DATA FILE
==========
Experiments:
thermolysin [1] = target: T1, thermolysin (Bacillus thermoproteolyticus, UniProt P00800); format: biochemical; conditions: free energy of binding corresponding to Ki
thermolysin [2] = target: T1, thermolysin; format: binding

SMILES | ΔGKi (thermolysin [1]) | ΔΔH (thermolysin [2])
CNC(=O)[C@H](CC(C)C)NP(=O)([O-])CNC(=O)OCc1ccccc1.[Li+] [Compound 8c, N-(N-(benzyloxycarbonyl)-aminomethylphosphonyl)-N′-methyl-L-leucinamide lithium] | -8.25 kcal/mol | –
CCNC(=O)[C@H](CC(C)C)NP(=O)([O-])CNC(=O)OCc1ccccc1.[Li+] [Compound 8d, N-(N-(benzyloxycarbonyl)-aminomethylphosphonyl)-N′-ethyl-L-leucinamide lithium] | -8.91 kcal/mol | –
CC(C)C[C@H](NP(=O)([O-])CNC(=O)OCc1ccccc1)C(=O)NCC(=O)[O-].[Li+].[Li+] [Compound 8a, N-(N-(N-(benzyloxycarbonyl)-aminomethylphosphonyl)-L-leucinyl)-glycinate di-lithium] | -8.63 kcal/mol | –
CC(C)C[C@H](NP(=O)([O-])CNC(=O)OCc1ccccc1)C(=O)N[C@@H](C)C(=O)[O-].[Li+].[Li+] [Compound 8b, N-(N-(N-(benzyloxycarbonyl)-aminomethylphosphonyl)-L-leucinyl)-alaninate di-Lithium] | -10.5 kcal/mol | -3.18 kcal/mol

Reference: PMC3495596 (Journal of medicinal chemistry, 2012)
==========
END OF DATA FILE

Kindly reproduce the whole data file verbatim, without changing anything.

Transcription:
Experiments:
thermolysin [1] = target: T1, thermolysin (Bacillus thermoproteolyticus, UniProt P00800); format: biochemical; conditions: free energy of binding corresponding to Ki
thermolysin [2] = target: T1, thermolysin; format: binding

SMILES | ΔGKi (thermolysin [1]) | ΔΔH (thermolysin [2])
CNC(=O)[C@H](CC(C)C)NP(=O)([O-])CNC(=O)OCc1ccccc1.[Li+] [Compound 8c, N-(N-(benzyloxycarbonyl)-aminomethylphosphonyl)-N′-methyl-L-leucinamide lithium] | -8.25 kcal/mol | –
CCNC(=O)[C@H](CC(C)C)NP(=O)([O-])CNC(=O)OCc1ccccc1.[Li+] [Compound 8d, N-(N-(benzyloxycarbonyl)-aminomethylphosphonyl)-N′-ethyl-L-leucinamide lithium] | -8.91 kcal/mol | –
CC(C)C[C@H](NP(=O)([O-])CNC(=O)OCc1ccccc1)C(=O)NCC(=O)[O-].[Li+].[Li+] [Compound 8a, N-(N-(N-(benzyloxycarbonyl)-aminomethylphosphonyl)-L-leucinyl)-glycinate di-lithium] | -8.63 kcal/mol | –
CC(C)C[C@H](NP(=O)([O-])CNC(=O)OCc1ccccc1)C(=O)N[C@@H](C)C(=O)[O-].[Li+].[Li+] [Compound 8b, N-(N-(N-(benzyloxycarbonyl)-aminomethylphosphonyl)-L-leucinyl)-alaninate di-Lithium] | -10.5 kcal/mol | -3.18 kcal/mol

Reference: PMC3495596 (Journal of medicinal chemistry, 2012)